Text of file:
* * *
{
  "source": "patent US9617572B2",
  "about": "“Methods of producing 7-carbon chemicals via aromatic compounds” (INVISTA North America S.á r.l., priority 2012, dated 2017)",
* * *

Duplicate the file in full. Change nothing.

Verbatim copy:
{
  "source": "patent US9617572B2",
  "about": "“Methods of producing 7-carbon chemicals via aromatic compounds” (INVISTA North America S.á r.l., priority 2012, dated 2017)",